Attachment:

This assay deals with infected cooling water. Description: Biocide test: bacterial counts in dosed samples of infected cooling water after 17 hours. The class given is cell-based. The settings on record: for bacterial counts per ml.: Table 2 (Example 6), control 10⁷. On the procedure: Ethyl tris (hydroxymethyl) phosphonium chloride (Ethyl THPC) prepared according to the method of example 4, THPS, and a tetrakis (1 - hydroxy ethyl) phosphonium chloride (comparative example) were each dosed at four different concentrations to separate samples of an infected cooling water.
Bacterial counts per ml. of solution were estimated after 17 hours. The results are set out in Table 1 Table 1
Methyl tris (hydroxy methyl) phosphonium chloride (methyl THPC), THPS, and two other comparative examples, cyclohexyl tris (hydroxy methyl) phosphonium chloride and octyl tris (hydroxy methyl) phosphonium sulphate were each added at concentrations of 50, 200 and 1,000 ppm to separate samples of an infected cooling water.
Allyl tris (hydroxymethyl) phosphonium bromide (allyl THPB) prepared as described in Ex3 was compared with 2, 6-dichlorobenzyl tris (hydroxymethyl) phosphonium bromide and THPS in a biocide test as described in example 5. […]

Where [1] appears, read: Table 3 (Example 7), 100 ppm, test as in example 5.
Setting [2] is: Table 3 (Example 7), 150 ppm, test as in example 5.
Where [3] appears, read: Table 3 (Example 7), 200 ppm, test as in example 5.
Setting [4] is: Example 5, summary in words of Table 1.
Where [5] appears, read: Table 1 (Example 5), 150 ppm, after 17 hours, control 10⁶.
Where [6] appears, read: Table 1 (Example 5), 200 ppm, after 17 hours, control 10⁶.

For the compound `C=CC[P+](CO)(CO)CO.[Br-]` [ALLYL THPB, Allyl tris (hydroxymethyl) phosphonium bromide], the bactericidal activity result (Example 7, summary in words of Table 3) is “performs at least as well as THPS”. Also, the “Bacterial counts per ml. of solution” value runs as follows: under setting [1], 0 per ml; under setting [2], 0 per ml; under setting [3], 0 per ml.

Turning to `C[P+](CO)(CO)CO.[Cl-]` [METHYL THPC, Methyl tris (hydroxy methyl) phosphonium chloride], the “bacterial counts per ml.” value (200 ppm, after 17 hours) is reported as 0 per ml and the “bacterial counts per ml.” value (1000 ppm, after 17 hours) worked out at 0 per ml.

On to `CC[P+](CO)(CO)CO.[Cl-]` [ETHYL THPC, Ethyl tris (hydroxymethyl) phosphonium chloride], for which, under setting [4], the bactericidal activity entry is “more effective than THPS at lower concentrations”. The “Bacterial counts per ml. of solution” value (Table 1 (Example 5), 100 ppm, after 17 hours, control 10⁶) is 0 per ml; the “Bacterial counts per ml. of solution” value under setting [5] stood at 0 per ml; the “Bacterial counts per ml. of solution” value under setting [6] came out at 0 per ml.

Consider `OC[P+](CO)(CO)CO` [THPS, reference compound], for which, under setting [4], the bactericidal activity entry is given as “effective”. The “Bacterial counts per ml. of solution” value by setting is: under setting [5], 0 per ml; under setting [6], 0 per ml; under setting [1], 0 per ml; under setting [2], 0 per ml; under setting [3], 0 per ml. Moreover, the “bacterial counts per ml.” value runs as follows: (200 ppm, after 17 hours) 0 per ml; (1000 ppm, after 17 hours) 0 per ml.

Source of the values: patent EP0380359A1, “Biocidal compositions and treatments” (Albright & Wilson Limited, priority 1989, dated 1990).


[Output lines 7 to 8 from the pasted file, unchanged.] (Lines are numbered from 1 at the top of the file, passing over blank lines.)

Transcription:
Where [3] appears, read: Table 3 (Example 7), 200 ppm, test as in example 5.
Setting [4] is: Example 5, summary in words of Table 1.